Thursday, February 15, 2018


Two crosses, one with plastic flowers, are in the grass on the corner across from where this guy just got T-boned. I could see it coming. The courteous people just ahead of me were leaving a gap to let a small yellow Nerds-to-Go van make a left turn.

I looked in my side view and saw a Black Kia coming along in the third lane at what looked like normal speed. Neither one

of these guys could see they were on an intercept, but I could see the whole board. No amount of horn-honking or hand-waving was going to help.

They say that time gets distorted in moments like this. It’s

true. Pieces on the board are in motion, slow-motion. The outcome is inevitable. If Jill had been sitting next to me, she would have said “what’s wrong?” in response to what would have sounded from me like a slow, drawn-out combination of a groan and the word: “Nooooohhhh.

The Kia laid on his brakes but it was a done deal. He hit the little yellow van a solid one. It got the van up on two wheels and spun him once, the van driver now facing me. I watched him as the little truck teetered and started to roll.

As it tipped, the man crossed his arms over his face. Gray hair, an orange shirt. Invoices and clipboards and paper coffee cups came up off the dashboard, like when they’re sliding off the bridge in that “Inception” movie. I saw him falling in slow motion toward the driver’s door and thought I hope you’re belted in, buddy. The van came to rest on its side and everything stopped and was quiet. Three seconds later, the first movement: guys piling out of their cars to help.

What’s next? Allow yourself the possibility that your first thoughts might be: 

“What was that number? The one you’re supposed to call? Oh yeah, 911. Now how does this phone work again?”

I got the three numbers punched in and pulled into a gas station parking lot while I gave the dispatcher all the info I could. Location, number and description of vehicles, and injuries.

“Any injuries? she said. “Anyone thrown from the vehicle?”

Let me have a look, I said.

I walked toward the overturned van and the two crosses on the far corner caught my eye. One appeared to have fallen over, the one without the flowers.

I walked toward the van and was thinking about the kit I have in the back of my Pilot: pads, tape, compression bandages, saline, some QuikClot hemostatic gauze. EMT shears. A tourniquet. I’ve had training to use this stuff, but have I ever had to patch anything more than a boo-boo or a slide-bit knuckle? Nope.

I rounded the back of the van. Nobody on the pavement. That’s good, I think. Five or six drivers stood in a semi-circle. Some were on their phones, looking in the directions from which they thought help would come. One had his arms crossed and his chin in his hand, looking down as if he were thinking through a perplexing math problem. One man was on his knees with his face close to the driver’s, talking to him.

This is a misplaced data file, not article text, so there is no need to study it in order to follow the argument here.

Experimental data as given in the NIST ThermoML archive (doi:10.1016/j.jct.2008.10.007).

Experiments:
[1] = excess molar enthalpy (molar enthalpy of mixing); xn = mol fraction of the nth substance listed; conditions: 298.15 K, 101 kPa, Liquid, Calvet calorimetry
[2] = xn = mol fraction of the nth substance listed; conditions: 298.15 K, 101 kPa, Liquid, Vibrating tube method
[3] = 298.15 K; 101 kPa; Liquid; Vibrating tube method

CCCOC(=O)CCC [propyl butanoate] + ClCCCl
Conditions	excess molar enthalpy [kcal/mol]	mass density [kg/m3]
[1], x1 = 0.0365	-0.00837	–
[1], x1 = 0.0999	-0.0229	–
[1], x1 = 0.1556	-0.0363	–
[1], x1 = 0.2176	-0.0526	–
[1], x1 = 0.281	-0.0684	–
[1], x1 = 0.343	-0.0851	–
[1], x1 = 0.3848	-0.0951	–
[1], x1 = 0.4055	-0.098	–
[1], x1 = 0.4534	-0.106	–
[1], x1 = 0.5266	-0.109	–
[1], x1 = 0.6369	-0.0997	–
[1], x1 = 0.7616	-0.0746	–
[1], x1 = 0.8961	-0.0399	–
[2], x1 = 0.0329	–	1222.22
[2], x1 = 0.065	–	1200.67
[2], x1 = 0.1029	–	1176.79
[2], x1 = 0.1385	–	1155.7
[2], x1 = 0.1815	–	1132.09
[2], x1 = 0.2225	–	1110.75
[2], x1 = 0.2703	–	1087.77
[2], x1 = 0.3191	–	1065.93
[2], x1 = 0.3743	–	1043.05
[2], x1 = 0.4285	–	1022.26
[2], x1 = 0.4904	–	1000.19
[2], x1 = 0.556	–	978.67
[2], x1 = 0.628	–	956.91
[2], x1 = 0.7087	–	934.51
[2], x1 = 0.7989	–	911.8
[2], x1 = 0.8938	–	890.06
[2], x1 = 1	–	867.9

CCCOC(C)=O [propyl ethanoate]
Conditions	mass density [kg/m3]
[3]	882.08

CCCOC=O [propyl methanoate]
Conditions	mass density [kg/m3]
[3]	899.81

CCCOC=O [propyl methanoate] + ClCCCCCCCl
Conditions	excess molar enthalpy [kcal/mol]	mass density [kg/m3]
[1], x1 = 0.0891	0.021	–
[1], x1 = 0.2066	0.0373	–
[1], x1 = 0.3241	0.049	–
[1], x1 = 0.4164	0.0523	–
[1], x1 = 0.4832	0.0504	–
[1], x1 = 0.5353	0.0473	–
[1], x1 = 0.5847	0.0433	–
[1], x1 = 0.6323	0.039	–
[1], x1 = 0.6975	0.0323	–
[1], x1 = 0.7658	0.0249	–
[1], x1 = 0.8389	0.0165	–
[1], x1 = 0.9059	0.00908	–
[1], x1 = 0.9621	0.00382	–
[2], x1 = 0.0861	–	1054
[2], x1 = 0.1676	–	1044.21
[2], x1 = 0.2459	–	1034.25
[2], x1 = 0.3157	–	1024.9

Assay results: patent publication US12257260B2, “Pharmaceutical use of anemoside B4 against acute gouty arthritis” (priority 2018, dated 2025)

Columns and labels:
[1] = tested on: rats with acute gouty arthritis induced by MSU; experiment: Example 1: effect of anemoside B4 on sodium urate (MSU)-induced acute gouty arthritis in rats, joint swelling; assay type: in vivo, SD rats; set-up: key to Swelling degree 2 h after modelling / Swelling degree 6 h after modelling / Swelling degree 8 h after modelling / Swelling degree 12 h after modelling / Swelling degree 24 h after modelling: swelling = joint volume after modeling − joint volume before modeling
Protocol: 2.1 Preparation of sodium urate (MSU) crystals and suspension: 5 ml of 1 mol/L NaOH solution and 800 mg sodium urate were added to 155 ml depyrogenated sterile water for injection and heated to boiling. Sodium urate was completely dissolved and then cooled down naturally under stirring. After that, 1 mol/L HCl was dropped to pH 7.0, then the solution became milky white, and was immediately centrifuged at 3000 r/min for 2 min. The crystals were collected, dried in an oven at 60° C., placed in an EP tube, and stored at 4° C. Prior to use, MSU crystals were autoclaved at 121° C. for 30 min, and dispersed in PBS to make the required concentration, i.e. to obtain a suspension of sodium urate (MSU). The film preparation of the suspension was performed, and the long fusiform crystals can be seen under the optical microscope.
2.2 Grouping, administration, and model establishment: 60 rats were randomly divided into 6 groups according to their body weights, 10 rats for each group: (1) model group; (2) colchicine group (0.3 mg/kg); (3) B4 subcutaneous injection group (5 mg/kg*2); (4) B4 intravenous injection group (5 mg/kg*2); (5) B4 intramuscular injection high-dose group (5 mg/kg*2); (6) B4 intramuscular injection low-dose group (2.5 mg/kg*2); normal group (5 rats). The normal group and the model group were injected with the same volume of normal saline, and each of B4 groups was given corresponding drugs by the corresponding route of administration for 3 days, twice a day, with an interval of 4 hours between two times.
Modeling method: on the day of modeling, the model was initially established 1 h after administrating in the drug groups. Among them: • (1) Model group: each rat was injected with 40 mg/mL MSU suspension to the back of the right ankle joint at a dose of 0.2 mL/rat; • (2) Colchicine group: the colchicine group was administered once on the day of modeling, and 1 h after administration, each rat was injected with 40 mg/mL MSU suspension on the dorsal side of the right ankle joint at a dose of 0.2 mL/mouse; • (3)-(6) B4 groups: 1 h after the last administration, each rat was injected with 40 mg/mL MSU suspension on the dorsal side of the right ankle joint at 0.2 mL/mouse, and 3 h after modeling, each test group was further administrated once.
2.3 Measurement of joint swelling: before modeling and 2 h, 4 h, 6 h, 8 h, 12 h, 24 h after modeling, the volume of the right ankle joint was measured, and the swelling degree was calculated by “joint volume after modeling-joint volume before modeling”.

The dispatcher said stay on the line so I did. Okay, I said: Yellow service van. He was hit broadside on the passenger side, spun 180 and rolled onto the driver side. The driver is conscious. Male about 60. I don’t see any blood. He looks like he’s pinned under the steering wheel.

“Anyone thrown from the vehicle?” she said.

I leaned down.

Sir, I said.
What happened? I don’t know what happened.
You’re gonna be okay. Was there anyone besides you?
Just me.

I stood up. It's just one person, I said to the dispatcher. Nobody ejected.

We heard the distant keen of sirens. You’re okay, mister. The cavalry is coming.

On his own, the driver had pulled himself from under the steering wheel and crawled out through a windshield that was now a side door. I helped him to his feet and put my arm around his waist. I said why don’t you come over here and sit on the curb until some help gets here?

He looked at me like he was surprised to find someone standing so close and like he was wondering who the hell is this guy?

He waved me off and said, “That’s okay. I’ve been sitting for a little bit so I think I’ll stand.” Sense of humor. A good sign.

I let go and he tottered. I stayed close enough to get a handful of his shirt if I needed to. I figured if he went over, I could help him not land too hard.

Fishers PD was there first. I didn’t get the officer’s name, but he was solidly built, salt-and-pepper hair, and calm of demeanor.

I put my hand on the driver’s shoulder and told the officer this fellow goes with this van. He pulled himself out, I said. I got a pretty good view of what happened, so if you want to ask me about it, I’ll be right over here for a few minutes, pointing to a patch of grass that got me out of the way.

The officer nodded and turned to the big fellow. As I moved away, I heard the officer say, “Why don’t you have a seat on the sidewalk, sir?”

“I’m okay. I’m okay to stand.”

I heard the officer chuckle and he said, "They always say that.” I looked back to see him helping ease the driver down to sit.


On my way back through, I pulled off on the Reynolds side to have a look at the intersection. Two hours later, you’d have never known there was an accident. Nobody died here. Not today. I looked over to the two crosses on the corner. One had, in fact, fallen over, so I walked over and picked it up.

The cross was bolted together out of four baseball bats, and a ball cap with a big black “T” hung from the crux. A little googlery and I came up with Indy Titans and a name. This man had played club baseball. He coached youth baseball. He loved basketball and baseball and motorcycles. I propped his baseball-bat cross upright into its hole and stomped the earth tight around it.

No comments: